Creating the app code
Welcome back, last time in my previous post we created our web-sql-storage.js object which enables us to abstract storage methods away from our main app meaning that, should in the future we decide to use a different storage mechanism we can do so without rewriting our main app.js file.
Our main app.js file will bind any events, talk to the WebSqlDB object and handle any DOM manipulation. So, lets get started by declaring the app object and adding our initialize method which will instantiate our WebSqlDB.
Next, lets add our findAll method which will grab all the todos from the store and build up the HTML and insert it into the DOM.
Now lets add our findById method for finding getting individual todos.
It’s worth pointing out here that rather than passing ID’s in the URL we’re going to be appending them to elements with a data-* attribute, getting them on certain events and passing them to the called method (see binding events below). Jquery mobile doesnt support the passing of params between pages via the URL (http://view.jquerymobile.com/1.3.2/dist/demos/faq/pass-query-params-to-page.html). There are third party plugins available that allow you to do this but I felt our method was cleaner.
Next we’ll add our CRUD methods.
Then we need to add in our markCompleted and markOutstanding methods.
We also need to add a small jQuery plugin to the top of the file, above the var app declaration.
$.serializeObject is a variant of the existing jQuery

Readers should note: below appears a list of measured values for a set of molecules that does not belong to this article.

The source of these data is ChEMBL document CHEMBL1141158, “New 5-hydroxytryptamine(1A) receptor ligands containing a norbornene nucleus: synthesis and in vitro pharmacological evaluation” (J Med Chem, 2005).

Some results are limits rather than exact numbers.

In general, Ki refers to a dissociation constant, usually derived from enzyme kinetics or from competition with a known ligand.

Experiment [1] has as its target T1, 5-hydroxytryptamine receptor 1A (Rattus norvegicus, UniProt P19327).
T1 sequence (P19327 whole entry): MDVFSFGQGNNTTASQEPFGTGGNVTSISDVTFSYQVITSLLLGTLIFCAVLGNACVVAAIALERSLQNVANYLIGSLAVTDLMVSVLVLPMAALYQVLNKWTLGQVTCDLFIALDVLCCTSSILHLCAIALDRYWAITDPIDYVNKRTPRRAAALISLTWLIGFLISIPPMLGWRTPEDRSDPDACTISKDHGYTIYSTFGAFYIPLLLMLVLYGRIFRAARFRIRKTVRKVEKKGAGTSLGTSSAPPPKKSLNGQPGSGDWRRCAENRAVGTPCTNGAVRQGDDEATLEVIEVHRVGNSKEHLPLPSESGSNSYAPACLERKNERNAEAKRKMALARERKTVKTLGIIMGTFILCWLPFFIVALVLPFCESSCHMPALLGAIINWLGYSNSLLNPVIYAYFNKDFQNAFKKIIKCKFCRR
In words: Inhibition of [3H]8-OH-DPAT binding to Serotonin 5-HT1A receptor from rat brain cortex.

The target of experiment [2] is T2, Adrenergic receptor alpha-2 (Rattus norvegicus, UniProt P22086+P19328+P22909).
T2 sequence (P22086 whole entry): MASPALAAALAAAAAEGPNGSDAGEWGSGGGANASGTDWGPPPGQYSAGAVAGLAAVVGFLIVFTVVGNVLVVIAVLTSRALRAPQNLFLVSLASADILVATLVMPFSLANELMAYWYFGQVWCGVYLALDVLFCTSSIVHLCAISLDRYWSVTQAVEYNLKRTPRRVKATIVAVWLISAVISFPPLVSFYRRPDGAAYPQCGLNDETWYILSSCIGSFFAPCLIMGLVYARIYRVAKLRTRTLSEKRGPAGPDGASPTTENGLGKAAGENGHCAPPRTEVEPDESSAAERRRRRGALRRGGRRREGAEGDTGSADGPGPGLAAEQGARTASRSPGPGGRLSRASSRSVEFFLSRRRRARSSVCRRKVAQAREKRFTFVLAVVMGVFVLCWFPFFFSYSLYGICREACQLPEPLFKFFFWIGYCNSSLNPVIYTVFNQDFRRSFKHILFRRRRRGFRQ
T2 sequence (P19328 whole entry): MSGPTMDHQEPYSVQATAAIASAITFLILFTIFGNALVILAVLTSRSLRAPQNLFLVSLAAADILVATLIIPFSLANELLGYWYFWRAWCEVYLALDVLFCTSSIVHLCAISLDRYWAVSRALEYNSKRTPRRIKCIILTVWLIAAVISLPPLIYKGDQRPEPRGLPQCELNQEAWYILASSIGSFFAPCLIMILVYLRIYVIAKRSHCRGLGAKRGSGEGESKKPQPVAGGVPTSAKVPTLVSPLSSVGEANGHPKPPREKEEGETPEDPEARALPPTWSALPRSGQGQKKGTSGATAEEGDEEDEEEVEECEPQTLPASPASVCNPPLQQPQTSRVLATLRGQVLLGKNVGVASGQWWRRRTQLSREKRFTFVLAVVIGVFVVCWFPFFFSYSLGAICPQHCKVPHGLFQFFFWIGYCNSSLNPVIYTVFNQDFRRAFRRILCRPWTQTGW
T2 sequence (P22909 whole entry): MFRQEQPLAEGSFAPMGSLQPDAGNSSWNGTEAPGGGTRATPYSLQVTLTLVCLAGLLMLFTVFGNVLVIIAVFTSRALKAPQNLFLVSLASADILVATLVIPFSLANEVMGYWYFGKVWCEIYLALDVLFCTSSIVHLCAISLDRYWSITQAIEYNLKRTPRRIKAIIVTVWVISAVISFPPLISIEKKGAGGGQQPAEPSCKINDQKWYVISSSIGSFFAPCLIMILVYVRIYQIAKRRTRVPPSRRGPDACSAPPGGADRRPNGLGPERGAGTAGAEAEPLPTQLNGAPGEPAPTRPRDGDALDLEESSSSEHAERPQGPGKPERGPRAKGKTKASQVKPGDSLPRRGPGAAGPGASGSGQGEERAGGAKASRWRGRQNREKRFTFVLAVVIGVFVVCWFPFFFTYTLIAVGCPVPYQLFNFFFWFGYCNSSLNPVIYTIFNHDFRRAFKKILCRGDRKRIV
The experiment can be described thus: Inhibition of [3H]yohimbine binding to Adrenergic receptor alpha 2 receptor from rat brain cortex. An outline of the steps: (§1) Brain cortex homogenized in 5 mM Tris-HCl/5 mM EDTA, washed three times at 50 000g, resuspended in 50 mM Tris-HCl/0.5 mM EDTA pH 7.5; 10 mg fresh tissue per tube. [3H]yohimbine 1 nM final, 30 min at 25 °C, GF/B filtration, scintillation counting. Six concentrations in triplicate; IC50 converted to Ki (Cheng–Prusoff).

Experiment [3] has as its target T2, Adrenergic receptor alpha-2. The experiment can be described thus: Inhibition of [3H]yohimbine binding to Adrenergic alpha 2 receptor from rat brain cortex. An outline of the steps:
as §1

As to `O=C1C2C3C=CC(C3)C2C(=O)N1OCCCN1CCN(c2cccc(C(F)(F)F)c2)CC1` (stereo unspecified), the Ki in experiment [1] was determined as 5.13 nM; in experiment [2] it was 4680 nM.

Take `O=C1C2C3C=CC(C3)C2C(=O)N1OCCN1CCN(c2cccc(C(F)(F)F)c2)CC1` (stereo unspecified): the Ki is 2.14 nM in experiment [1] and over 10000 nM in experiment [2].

$.serialize method which, instead of encoding form elements to string, converts form elements to a valid JSON object - https://github.com/hongymagic/jQuery.serializeObject. I’ve used this plugin because I find JSON much easier to work with than DOM or string manipulation.
Next we need to bind our methods to events within the initialize method. After adding these our initialize method will look like the following:
As you can see on the events triggering insert, update and delete, by using JSON.stringify and serializeObject() on the form data we end up a nice little JSON object containing our form data ready to pass to our storage methods.
Finally we need to add
to the end of our app.js file (outside of the app object) to initalize the whole app.
Our finished app.js should look like the following:
You can now run this in your browser (making sure your browser supports WebSQL and the other HTML5 features we’ve used). You can view the database by using your browser dev tools like so: